The news last night that Democrat Chad Taylor has dropped out of the Senate race in Kansas had a counterintuitive result: It made it more likely that the Democrats will retain control of the U.S. Senate in the 2014 midterm elections.
Taylor, the Shawnee County district attorney, had been trailing in head-to-head matchups with the deeply unpopular Republican incumbent Pat Robert – but the race was complicated by a third candidate, Democrat-turned Independent Greg Orman, who in at least one poll enjoyed a sizeable lead over Roberts in a head-to-head matchup. Orman has promised to caucus with the Senate’s two other Independents (Bernie Sanders of Vermont and Angus King of Maine) who in turn caucus with the Democrats.
Sam Wang, a professor at Princeton University and the founder of the Princeton Election Consortium, wrote Thursday morning that the shakeup in Kansas vastly increases the Democrats’ chance of retaining the Senate in November, raising it to 85 percent.
“It’s safe to say that thanks to Chad Taylor’s decision, the Democratic Party is now the odds-on favorite” to retain control of the Senate,” he wrote.
Other forecasters didn’t believe the race changes things quite as dramatically. First off, the polling on a Roberts v. Orman matchup has been thin, so an Orman win is not a foregone conclusion, even though things look pretty bad for Roberts. He barely survived a primary challenge from Milton Wolf, a conservative who is, surprisingly, related to President Barack Obama.
The Cook Political Report now rates the likelihood of Democrats retaining the Senate at 50 percent, while Nate Silver, the founder of the website fivethirtyeight.com, still believes they have a less than 40 percent chance of staying in control.
In the Kansas race, “I think the potential is there for [Roberts] to be in a lot of danger,” said Jennifer Duffy, senior editor of the Cook Political Report, who had ranked the seat as “Likely Republican” before the news of Taylor’s withdrawal broke. Now, though, she said she is reanalyzing the race. “I’m not married to that.”
Duffy, however, said that even though Orman is an Independent, his status as a former Democrat could present a problem, as Kansas is a deeply Republican state. She pointed out that the national Democratic Party has not made a public statement about the change in the race. “They have been very, very quiet about this development, and you could make the argument that their getting involved could hurt Orman.”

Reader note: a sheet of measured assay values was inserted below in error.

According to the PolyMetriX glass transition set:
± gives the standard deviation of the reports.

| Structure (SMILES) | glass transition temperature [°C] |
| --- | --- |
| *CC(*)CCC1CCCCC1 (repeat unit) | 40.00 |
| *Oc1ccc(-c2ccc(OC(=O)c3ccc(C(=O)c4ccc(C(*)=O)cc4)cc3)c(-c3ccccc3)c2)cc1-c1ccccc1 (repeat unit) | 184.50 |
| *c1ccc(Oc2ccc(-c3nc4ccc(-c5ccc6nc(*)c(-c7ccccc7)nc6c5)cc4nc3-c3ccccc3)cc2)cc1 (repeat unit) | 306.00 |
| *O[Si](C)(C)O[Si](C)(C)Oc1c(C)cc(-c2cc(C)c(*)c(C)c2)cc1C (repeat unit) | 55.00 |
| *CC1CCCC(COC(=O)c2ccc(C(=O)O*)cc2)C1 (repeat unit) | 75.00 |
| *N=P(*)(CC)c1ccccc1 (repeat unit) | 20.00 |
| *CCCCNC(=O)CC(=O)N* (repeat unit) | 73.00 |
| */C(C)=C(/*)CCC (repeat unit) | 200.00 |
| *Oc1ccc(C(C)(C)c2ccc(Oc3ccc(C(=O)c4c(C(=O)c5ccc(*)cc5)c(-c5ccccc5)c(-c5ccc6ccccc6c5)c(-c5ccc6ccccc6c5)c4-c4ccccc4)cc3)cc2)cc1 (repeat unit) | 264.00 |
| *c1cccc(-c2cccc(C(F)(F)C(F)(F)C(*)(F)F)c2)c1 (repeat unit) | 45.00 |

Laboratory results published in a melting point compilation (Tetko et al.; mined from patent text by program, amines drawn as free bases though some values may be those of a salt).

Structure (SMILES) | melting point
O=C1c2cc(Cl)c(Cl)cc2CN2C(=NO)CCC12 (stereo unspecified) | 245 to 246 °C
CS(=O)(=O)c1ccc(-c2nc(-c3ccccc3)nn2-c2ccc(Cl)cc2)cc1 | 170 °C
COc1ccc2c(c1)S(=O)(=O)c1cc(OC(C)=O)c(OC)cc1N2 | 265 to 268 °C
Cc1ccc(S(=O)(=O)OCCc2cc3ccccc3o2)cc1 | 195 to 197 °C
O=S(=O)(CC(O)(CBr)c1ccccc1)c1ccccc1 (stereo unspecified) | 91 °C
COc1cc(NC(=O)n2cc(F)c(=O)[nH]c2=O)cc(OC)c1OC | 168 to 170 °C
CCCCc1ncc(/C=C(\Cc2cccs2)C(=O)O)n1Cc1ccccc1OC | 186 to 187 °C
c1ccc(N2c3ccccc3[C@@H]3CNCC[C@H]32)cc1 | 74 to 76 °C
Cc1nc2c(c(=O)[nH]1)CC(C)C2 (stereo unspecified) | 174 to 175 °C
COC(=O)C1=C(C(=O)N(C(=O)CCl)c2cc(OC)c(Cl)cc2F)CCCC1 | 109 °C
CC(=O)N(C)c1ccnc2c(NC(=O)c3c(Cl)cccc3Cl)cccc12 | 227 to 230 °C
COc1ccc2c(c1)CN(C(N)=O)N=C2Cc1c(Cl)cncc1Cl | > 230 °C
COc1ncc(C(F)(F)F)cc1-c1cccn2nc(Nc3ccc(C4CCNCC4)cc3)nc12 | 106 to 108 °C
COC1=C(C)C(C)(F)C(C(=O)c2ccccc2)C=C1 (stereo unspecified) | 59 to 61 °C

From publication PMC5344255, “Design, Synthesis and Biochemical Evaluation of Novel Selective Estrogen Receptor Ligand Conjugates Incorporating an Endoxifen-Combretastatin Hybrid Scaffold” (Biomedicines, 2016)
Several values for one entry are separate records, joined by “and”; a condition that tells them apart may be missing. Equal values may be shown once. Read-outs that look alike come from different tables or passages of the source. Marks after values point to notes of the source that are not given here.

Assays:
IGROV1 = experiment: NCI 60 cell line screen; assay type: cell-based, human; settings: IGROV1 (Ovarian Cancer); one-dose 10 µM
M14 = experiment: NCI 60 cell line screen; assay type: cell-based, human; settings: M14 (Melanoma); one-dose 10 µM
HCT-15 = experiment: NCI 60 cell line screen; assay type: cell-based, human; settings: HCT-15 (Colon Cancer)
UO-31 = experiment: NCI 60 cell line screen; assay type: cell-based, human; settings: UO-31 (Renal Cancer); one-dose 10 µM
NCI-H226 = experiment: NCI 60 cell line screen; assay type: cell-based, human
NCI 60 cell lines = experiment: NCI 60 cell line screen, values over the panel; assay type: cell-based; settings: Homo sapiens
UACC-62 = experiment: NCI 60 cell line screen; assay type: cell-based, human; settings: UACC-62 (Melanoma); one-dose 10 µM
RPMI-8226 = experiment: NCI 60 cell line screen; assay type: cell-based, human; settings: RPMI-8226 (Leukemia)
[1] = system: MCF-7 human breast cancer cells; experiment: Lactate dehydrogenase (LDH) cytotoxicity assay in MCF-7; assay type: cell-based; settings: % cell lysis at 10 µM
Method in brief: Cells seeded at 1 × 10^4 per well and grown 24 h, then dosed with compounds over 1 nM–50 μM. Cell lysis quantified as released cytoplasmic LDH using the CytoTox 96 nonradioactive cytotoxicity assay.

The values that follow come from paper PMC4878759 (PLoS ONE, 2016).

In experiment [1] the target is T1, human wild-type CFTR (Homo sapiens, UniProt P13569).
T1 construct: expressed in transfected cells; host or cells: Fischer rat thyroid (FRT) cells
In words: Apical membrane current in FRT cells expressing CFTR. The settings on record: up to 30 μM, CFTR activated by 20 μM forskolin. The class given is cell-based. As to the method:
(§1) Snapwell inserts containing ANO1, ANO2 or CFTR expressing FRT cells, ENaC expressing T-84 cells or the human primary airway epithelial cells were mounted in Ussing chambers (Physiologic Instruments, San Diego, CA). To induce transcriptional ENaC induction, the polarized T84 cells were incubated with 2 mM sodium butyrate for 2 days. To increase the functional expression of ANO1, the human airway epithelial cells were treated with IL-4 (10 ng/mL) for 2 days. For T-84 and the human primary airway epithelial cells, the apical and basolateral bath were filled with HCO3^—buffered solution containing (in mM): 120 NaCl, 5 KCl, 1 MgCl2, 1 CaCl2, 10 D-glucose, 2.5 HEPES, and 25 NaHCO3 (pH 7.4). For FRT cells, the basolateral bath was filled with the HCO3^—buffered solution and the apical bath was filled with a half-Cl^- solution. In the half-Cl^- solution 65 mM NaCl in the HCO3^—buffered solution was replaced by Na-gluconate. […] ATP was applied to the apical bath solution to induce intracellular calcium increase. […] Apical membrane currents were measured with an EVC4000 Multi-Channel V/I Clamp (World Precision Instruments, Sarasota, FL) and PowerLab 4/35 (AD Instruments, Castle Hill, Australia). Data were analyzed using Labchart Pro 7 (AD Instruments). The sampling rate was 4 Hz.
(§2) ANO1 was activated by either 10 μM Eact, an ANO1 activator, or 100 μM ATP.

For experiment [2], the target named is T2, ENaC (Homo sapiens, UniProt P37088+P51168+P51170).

In terms of control of the Senate, Duffy said the news is clearly good for Democrats. “It would certainly improve their chances,” she said. “They haven’t been able to expand the field beyond Kentucky and Georgia. This would give them one more state where they can compete. And at the very least, it forces Republicans to play in a state they didn’t think they’d have to.”
Nate Silver of fivethirtyeight.com released his site’s Senate forecast on Wednesday before the news about Taylor’s withdrawal broke. The model originally showed Democrats with only a 35 percent chance of holding control of the Senate. In a post Wednesday night, Silver said that treating the Kansas race as a sure thing for the Democrats would only increase the odds of a Democratic hold to 38 percent, though he said he and his staff had “further thinking” to do about what the changes mean.
Update: On Thursday afternoon, fivethirtyeight.com updated its model to reflect the changes in Kansas, and the result was a meager increase in the Democrats' chance of retaining the Senate to 36.6 percent. Additional update as of 6 p.m.: Kansas's Republican Secretary of State, Kris Kobach, has declared that Taylor will have to remain on the ballot, Politico reported Thursday afternoon. The decision is based on Kobach's reading of state law, which requires a candidate who has been nominated by a party to remain on the ballot absent a statement from the candidate that he or she will be unable to execute the duties of the office if elected - something Taylor did not specifically state in a letter he sent Kobach announcing his withdrawal.
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